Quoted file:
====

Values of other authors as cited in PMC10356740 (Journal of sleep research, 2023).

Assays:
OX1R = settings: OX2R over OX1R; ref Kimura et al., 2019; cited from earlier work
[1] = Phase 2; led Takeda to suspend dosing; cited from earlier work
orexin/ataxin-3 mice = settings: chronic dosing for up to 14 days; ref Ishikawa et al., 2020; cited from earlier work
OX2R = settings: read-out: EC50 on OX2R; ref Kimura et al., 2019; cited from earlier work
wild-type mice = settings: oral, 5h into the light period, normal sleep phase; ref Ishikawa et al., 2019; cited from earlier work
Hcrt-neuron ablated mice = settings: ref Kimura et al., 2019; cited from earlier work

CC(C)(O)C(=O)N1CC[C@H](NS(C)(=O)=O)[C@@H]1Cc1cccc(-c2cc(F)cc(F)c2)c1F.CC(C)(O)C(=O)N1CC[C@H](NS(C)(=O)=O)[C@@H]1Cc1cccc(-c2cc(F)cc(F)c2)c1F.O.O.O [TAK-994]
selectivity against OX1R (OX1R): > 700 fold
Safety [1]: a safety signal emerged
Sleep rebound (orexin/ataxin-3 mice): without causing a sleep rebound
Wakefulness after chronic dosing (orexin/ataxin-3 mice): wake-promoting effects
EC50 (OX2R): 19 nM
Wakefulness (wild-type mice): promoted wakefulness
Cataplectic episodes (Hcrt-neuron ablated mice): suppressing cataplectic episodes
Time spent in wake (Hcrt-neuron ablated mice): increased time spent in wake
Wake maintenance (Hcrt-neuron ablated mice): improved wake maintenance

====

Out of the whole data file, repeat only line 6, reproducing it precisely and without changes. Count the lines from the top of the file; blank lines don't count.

OX2R = settings: read-out: EC50 on OX2R; ref Kimura et al., 2019; cited from earlier work